Album Review: Signs Of The Swarm – Amongst the Low and Empty

4.5/5

I think often about what it takes to enjoy certain types of music as I get older. The sheer extremity, novelty, or whatever adjective that ends in “y” and feels neckbeard-y, an album had would be directly related to how much I enjoyed it. In my teens and early 20s, things that felt dangerous or progressive were things I sought, like being one of those people in the know about whatever cool nerd thing it was at the time.

That high of being in tune with a group with numbers in the hundreds on message boards wanes as you get closer to a 20-year high school reunion. Indeed, as I creep ever closer to 40 (there’s not much running now), what matters most is usually more aligned to boring adjectives like enjoyability or how often a metal album gets me to make that infamous stank face—You know, the one that looks like you just released a glorious coffee deposit, Leeroy Jenkins-style. Lame shit such as, “Do I like what I am listening to?”

Enter Pittsburgh’s Signs Of The Swarm, who recently revealed their first for new label Century Media (and fifth overall), Amongst the Low and Empty. Considering they are amongst the few bands that I call part of the Lorna Shore Ecosystem®, where one of their past members left for Lorna Shore, it’s no surprise that we have deathcore on our hands here.

What is a surprise is how no Signs Of The Swarm record is the same, as the band have grown away from a slam-ish beginning into something a bit more shapeshifting and modern. Hints of that dreaded djent abound, though there’s also a clear influence from the first generation of deathcore, i.e., Whitechapel, Suicide Silence, and Carnifex, albeit with a focus on more progressive songwriting amongst vocalist David Simonich’s widescreen vocal talents. To call him a Will Ramos clone would be completely unfair, though the extended breakdown in the title track does showcase an excellent vocal diversity. One of the pitches sounds like something from a 2010 zombie game, and I mean that as a compliment.

The album starts out wonderfully, with four tracks that focus on groove above all else, and highlight an absurdly high stank-face-per-minute ratio. Were it not for the relatively mid songs in the record’s mid-point—“Between Fire and Stone” and “Shackles Like Talons”—there’d really be little to complain about. “Dreamkiller” and “The Witch Beckons” are arguably the album’s best one-two punch and highlight the diversity on display here, as the former veers into a power metal coda and the latter’s killer Polish death metal groove results in a neck-whipper of mammoth proportions.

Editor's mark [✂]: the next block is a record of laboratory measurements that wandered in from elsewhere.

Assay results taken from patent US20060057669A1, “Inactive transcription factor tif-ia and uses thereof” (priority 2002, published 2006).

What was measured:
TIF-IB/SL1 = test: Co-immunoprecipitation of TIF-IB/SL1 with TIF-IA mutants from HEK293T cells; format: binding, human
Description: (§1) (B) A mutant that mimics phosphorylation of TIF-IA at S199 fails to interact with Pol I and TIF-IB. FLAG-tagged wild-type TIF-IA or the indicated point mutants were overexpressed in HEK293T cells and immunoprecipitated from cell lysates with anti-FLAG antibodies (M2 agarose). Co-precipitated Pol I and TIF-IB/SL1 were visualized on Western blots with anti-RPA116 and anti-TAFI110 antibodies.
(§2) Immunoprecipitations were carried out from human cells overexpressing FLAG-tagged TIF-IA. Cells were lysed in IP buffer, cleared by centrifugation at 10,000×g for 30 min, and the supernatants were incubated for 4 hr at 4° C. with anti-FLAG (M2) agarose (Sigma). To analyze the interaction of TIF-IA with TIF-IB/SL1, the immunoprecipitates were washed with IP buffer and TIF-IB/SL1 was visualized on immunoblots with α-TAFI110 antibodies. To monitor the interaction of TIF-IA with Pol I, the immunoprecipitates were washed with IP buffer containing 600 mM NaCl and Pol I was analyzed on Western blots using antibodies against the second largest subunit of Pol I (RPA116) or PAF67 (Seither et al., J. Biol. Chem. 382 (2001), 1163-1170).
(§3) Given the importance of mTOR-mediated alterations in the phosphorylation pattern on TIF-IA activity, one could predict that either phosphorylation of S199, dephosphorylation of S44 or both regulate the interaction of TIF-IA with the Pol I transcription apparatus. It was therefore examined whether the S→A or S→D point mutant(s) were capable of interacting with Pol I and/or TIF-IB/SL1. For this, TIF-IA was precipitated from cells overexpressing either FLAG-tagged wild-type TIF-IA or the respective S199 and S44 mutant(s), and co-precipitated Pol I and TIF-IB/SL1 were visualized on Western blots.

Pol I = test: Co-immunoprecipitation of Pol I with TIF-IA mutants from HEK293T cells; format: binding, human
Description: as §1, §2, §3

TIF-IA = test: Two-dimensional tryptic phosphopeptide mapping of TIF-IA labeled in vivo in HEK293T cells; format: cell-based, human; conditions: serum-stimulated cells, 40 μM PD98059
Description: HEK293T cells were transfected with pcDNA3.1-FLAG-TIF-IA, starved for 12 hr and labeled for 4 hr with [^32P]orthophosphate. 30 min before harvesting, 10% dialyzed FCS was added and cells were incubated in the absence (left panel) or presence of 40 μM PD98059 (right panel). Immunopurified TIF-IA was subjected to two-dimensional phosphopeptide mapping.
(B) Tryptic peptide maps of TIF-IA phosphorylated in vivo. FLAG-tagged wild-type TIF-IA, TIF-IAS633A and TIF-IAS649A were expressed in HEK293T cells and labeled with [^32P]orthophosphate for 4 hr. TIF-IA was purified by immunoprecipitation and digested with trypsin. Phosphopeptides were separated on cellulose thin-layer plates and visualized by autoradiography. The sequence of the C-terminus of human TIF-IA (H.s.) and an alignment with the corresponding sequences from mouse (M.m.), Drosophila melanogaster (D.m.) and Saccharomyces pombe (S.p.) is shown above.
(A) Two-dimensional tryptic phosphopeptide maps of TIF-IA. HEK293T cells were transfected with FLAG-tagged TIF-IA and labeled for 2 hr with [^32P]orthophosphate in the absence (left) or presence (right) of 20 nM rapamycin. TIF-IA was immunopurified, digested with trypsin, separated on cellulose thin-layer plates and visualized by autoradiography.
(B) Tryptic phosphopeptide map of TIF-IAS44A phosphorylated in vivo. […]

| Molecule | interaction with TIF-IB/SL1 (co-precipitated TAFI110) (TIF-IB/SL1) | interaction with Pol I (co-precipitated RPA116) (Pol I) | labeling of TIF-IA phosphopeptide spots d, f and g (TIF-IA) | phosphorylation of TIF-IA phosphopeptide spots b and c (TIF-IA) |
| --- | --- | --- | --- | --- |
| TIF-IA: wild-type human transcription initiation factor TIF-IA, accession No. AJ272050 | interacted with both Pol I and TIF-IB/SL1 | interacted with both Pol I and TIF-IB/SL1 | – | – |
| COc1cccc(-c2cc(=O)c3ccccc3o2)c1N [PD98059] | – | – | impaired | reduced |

Album closer “Malady” serves as a clear statement of future intent for a band who wants to lean on diversity and technicality going forward; think of this djentcore as a very American interpretation of Humanity’s Last Breath’s style. It’s clear that Signs Of The Swarm listened to a lot of Meshuggah in the lead up to this record. Amongst the Low and Empty is all the better for this new emphasis on progressive rhythmic interplay.

Ultimately though, this is a record best enjoyed not because of a complex and measured analysis or a historical understanding of third-wave deathcore; it’s an album designed to just be played loudly for a good old-fashioned chiropractic workout. It’s clear from the onset that Signs Of The Swarm were most focused on creating songs they flat-out enjoyed listening to, and as an aging fan of heavy music, that’s more than enough for me. This is arguably the most purely enjoyable deathcore record in years.

Order the album at this location.

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